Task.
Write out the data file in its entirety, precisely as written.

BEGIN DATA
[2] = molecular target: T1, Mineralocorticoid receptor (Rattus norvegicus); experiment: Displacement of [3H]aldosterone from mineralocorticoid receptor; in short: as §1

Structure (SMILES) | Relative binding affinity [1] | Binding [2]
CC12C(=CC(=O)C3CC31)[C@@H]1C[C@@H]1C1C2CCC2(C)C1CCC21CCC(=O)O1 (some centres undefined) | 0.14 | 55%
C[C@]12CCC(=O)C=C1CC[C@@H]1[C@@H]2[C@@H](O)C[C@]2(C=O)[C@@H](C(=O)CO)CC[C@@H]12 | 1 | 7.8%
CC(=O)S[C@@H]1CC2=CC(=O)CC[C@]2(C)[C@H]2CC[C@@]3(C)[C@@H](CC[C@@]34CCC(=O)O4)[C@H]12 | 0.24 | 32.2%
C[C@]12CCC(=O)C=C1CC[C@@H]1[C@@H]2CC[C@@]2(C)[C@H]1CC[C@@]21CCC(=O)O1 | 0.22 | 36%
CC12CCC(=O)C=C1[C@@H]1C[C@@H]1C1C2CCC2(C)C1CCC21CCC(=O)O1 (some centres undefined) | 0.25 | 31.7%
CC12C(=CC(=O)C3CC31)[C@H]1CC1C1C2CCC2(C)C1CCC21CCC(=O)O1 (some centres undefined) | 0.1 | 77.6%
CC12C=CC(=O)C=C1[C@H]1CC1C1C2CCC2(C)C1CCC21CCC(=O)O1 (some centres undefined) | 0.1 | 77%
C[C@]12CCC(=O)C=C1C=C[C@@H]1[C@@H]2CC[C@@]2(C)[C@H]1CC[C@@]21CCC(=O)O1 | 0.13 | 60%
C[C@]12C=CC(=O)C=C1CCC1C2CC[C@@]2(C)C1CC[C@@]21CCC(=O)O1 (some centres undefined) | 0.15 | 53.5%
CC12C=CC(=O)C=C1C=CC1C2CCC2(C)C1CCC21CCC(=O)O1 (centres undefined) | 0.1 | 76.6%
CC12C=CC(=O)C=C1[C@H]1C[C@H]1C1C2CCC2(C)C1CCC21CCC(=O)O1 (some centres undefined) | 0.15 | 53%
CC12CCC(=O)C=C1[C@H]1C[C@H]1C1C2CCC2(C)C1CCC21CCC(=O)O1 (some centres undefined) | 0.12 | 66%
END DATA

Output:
[2] = molecular target: T1, Mineralocorticoid receptor (Rattus norvegicus); experiment: Displacement of [3H]aldosterone from mineralocorticoid receptor; in short: as §1

Structure (SMILES) | Relative binding affinity [1] | Binding [2]
CC12C(=CC(=O)C3CC31)[C@@H]1C[C@@H]1C1C2CCC2(C)C1CCC21CCC(=O)O1 (some centres undefined) | 0.14 | 55%
C[C@]12CCC(=O)C=C1CC[C@@H]1[C@@H]2[C@@H](O)C[C@]2(C=O)[C@@H](C(=O)CO)CC[C@@H]12 | 1 | 7.8%
CC(=O)S[C@@H]1CC2=CC(=O)CC[C@]2(C)[C@H]2CC[C@@]3(C)[C@@H](CC[C@@]34CCC(=O)O4)[C@H]12 | 0.24 | 32.2%
C[C@]12CCC(=O)C=C1CC[C@@H]1[C@@H]2CC[C@@]2(C)[C@H]1CC[C@@]21CCC(=O)O1 | 0.22 | 36%
CC12CCC(=O)C=C1[C@@H]1C[C@@H]1C1C2CCC2(C)C1CCC21CCC(=O)O1 (some centres undefined) | 0.25 | 31.7%
CC12C(=CC(=O)C3CC31)[C@H]1CC1C1C2CCC2(C)C1CCC21CCC(=O)O1 (some centres undefined) | 0.1 | 77.6%
CC12C=CC(=O)C=C1[C@H]1CC1C1C2CCC2(C)C1CCC21CCC(=O)O1 (some centres undefined) | 0.1 | 77%
C[C@]12CCC(=O)C=C1C=C[C@@H]1[C@@H]2CC[C@@]2(C)[C@H]1CC[C@@]21CCC(=O)O1 | 0.13 | 60%
C[C@]12C=CC(=O)C=C1CCC1C2CC[C@@]2(C)C1CC[C@@]21CCC(=O)O1 (some centres undefined) | 0.15 | 53.5%
CC12C=CC(=O)C=C1C=CC1C2CCC2(C)C1CCC21CCC(=O)O1 (centres undefined) | 0.1 | 76.6%
CC12C=CC(=O)C=C1[C@H]1C[C@H]1C1C2CCC2(C)C1CCC21CCC(=O)O1 (some centres undefined) | 0.15 | 53%
CC12CCC(=O)C=C1[C@H]1C[C@H]1C1C2CCC2(C)C1CCC21CCC(=O)O1 (some centres undefined) | 0.12 | 66%